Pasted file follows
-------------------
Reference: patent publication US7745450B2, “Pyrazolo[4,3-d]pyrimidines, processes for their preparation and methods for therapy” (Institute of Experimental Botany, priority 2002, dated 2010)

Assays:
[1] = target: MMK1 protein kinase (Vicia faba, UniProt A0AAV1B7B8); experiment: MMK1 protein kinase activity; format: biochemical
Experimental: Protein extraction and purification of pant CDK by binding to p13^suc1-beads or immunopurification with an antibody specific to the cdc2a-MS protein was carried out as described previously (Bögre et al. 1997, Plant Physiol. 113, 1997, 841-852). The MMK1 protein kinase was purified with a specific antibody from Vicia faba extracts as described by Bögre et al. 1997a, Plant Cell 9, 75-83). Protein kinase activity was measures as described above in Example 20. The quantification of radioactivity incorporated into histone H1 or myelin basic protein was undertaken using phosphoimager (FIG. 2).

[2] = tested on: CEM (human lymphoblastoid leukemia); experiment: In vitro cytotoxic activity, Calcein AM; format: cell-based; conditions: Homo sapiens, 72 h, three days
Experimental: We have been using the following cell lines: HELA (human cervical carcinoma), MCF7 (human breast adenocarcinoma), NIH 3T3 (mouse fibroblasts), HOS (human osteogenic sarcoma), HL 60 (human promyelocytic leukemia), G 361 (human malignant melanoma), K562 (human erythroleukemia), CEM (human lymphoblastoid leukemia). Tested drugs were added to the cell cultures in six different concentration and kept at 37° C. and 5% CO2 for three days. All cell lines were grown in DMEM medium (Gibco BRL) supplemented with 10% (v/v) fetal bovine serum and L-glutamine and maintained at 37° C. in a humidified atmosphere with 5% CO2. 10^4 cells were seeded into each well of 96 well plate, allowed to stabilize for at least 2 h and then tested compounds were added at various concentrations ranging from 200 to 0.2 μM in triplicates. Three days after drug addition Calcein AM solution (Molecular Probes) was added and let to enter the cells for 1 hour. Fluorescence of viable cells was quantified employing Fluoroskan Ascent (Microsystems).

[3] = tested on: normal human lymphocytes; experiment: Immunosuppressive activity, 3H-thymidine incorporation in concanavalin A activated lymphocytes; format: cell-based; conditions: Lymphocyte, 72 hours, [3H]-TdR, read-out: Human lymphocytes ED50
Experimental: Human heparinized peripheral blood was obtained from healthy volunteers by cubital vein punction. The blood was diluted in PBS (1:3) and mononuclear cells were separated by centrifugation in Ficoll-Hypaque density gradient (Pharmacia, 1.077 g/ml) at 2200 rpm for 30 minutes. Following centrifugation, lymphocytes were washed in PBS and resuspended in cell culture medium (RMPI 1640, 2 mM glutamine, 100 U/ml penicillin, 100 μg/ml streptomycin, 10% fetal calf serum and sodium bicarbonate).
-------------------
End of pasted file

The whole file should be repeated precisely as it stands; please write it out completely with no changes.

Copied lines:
Reference: patent publication US7745450B2, “Pyrazolo[4,3-d]pyrimidines, processes for their preparation and methods for therapy” (Institute of Experimental Botany, priority 2002, dated 2010)

Assays:
[1] = target: MMK1 protein kinase (Vicia faba, UniProt A0AAV1B7B8); experiment: MMK1 protein kinase activity; format: biochemical
Experimental: Protein extraction and purification of pant CDK by binding to p13^suc1-beads or immunopurification with an antibody specific to the cdc2a-MS protein was carried out as described previously (Bögre et al. 1997, Plant Physiol. 113, 1997, 841-852). The MMK1 protein kinase was purified with a specific antibody from Vicia faba extracts as described by Bögre et al. 1997a, Plant Cell 9, 75-83). Protein kinase activity was measures as described above in Example 20. The quantification of radioactivity incorporated into histone H1 or myelin basic protein was undertaken using phosphoimager (FIG. 2).

[2] = tested on: CEM (human lymphoblastoid leukemia); experiment: In vitro cytotoxic activity, Calcein AM; format: cell-based; conditions: Homo sapiens, 72 h, three days
Experimental: We have been using the following cell lines: HELA (human cervical carcinoma), MCF7 (human breast adenocarcinoma), NIH 3T3 (mouse fibroblasts), HOS (human osteogenic sarcoma), HL 60 (human promyelocytic leukemia), G 361 (human malignant melanoma), K562 (human erythroleukemia), CEM (human lymphoblastoid leukemia). Tested drugs were added to the cell cultures in six different concentration and kept at 37° C. and 5% CO2 for three days. All cell lines were grown in DMEM medium (Gibco BRL) supplemented with 10% (v/v) fetal bovine serum and L-glutamine and maintained at 37° C. in a humidified atmosphere with 5% CO2. 10^4 cells were seeded into each well of 96 well plate, allowed to stabilize for at least 2 h and then tested compounds were added at various concentrations ranging from 200 to 0.2 μM in triplicates. Three days after drug addition Calcein AM solution (Molecular Probes) was added and let to enter the cells for 1 hour. Fluorescence of viable cells was quantified employing Fluoroskan Ascent (Microsystems).

[3] = tested on: normal human lymphocytes; experiment: Immunosuppressive activity, 3H-thymidine incorporation in concanavalin A activated lymphocytes; format: cell-based; conditions: Lymphocyte, 72 hours, [3H]-TdR, read-out: Human lymphocytes ED50
Experimental: Human heparinized peripheral blood was obtained from healthy volunteers by cubital vein punction. The blood was diluted in PBS (1:3) and mononuclear cells were separated by centrifugation in Ficoll-Hypaque density gradient (Pharmacia, 1.077 g/ml) at 2200 rpm for 30 minutes. Following centrifugation, lymphocytes were washed in PBS and resuspended in cell culture medium (RMPI 1640, 2 mM glutamine, 100 U/ml penicillin, 100 μg/ml streptomycin, 10% fetal calf serum and sodium bicarbonate).